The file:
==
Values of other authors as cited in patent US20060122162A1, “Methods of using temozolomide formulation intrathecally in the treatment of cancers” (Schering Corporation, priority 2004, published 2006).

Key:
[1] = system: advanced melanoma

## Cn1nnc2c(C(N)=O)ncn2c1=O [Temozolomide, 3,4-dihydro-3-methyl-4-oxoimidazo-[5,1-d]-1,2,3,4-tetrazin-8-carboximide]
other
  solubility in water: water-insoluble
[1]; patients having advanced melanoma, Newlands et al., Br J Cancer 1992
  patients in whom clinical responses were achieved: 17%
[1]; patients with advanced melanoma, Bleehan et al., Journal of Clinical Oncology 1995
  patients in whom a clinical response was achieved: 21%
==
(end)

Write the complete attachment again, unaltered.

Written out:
Values of other authors as cited in patent US20060122162A1, “Methods of using temozolomide formulation intrathecally in the treatment of cancers” (Schering Corporation, priority 2004, published 2006).

Key:
[1] = system: advanced melanoma

## Cn1nnc2c(C(N)=O)ncn2c1=O [Temozolomide, 3,4-dihydro-3-methyl-4-oxoimidazo-[5,1-d]-1,2,3,4-tetrazin-8-carboximide]
other
  solubility in water: water-insoluble
[1]; patients having advanced melanoma, Newlands et al., Br J Cancer 1992
  patients in whom clinical responses were achieved: 17%
[1]; patients with advanced melanoma, Bleehan et al., Journal of Clinical Oncology 1995
  patients in whom a clinical response was achieved: 21%